In addition to these generic sharing sites, however, there are sites which are specific to mobile photography. Taking the iPhoneography world by storm currently is the mobile photo-sharing phenomenon known as Instagram. Despite its low-resolution square-format restrictions, it enables mobile photographers to share photos and get feedback in a very simple and streamlined way which makes it very addictive for many. Other sites dedicated to mobile photography are EYE’EM and MobiTog. Instagram, EYE’EM and MobiTog cater to all mobile photographers, not just iPhone photographers, so those using Android phones and Blackberrys can also join in the fun.
A rather different approach to photo sharing is taken by P1XELS. This is a curated site which takes the form of a blog, and at P1XELS they are keen to emphasise the importance of iPhoneography as an art form rather than just as a method for taking ‘snaps’. Only photographs taken on iPhones are welcome here, which is probably indicative of how much more advanced the iOS platform is for photography in comparison to other mobile platforms. Anyone remaining cynical about the worth of iPhoneography only has to browse the beautiful images on this site to find out what incredible works of art can be created from photographs taken on the iPhone.
There are various other blogs devoted to showcasing talented iPhoneographers and which also provide news and information about the iPhoneography scene. Glyn Evans’ iPhoneography blog, founded back in 2008 when Glyn coined the term ‘iPhoneography’, is usually the first port of call for information about what’s happening in the iPhoneography world. Other excellent iPhoneography blogs include Marty Yawnick’s Life in LoFi, Edgar Cuevas’ iPhoneogenic, and the bickr blog. As well as these blogs, there is also the very worthwhile iPhoneArt site which has a thriving community and is growing and getting even better all the time, and also the extremely useful iphoneographyCentral site, recently set up by Nicki Fitz-Gerald, which provides iPhoneography tutorials and other handy resources.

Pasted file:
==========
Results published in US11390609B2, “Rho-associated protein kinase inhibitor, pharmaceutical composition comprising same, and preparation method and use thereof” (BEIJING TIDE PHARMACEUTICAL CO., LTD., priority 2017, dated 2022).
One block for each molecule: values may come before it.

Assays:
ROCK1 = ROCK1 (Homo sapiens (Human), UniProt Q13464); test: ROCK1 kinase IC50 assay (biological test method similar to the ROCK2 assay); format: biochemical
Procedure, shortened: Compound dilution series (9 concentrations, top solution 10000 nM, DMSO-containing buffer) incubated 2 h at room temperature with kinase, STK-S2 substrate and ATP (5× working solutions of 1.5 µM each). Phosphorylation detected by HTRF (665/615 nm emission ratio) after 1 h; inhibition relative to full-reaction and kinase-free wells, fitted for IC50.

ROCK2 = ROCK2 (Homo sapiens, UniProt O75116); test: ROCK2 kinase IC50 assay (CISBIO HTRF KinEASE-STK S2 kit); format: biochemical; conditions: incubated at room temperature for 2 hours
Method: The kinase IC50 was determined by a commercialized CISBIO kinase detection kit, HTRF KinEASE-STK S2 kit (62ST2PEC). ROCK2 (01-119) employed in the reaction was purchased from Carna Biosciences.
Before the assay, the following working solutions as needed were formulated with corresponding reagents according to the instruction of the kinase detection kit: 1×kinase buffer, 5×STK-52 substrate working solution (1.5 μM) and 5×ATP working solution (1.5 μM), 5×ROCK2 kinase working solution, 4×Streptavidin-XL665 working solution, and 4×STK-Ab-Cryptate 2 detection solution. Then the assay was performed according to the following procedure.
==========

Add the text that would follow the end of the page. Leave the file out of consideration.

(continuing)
iPhoneography exhibitions and events are occurring around the world. Some of these have been arranged by P1XELS, but there have been quite a few others too, including several at various Apple Stores worldwide. More are appearing all the time, such as the HIPSTAMATICS exhibition in London earlier this year, and also the London iPhoneographers: Street Photography event which I’ve helped to organise at the Apple Store on Regent Street in London. As mobile photography becomes ever more prevalent, no doubt we will see even more of these events and exhibitions appearing in the future.
A similar scenario is occurring with books about iPhoneography, which are increasing in number all the time. Current examples of traditionally-published books are The Art of iPhoneography by Stephanie Roberts, Create Great iPhone Photos by Allan Hoffman, iPhone Photography & Video for Dummies by Angelo Micheletti, and iPhone Obsessed: Photo Editing Experiments with Apps by Dan Marcolina. There are also now many self-published books by iPhoneographers on Blurb, including my own iPhoneography.
After reading this article, I hope those skeptical about the future of mobile photography, and iPhoneography in particular, are a bit less cynical. I also hope that those who are already pursuing an interest in this type of photography have found some useful information and have been encouraged to take their interest further. There is much fun to be had, and many great images to be created. My own interest in iPhoneography began in August 2009 (when I wrote a blog post about my new-found enthusiasm for it), and since then, as already mentioned, I’ve helped to organise an iPhoneography event and have published a book of my iPhone photos. I’ve also been showcased and reviewed in various places, been successful in photo contests, been featured on Flickr Explore, and been approached to have one of my photos used for the cover of a novel (though unfortunately this didn’t happen in the end, but it was nice to be considered). Additionally, I run the London iPhoneography Group which I formed in September 2010. You can find me on Flickr as matt_brock, you can check out my Tumblr-based iPhoneography site or look at my work on P1XELS should you wish to do so, and you can find me on Twitter as _mattbrock. My interest in iPhoneography continues to grow, and given the exciting nature of the medium I’m quite sure it will do so for some time to come.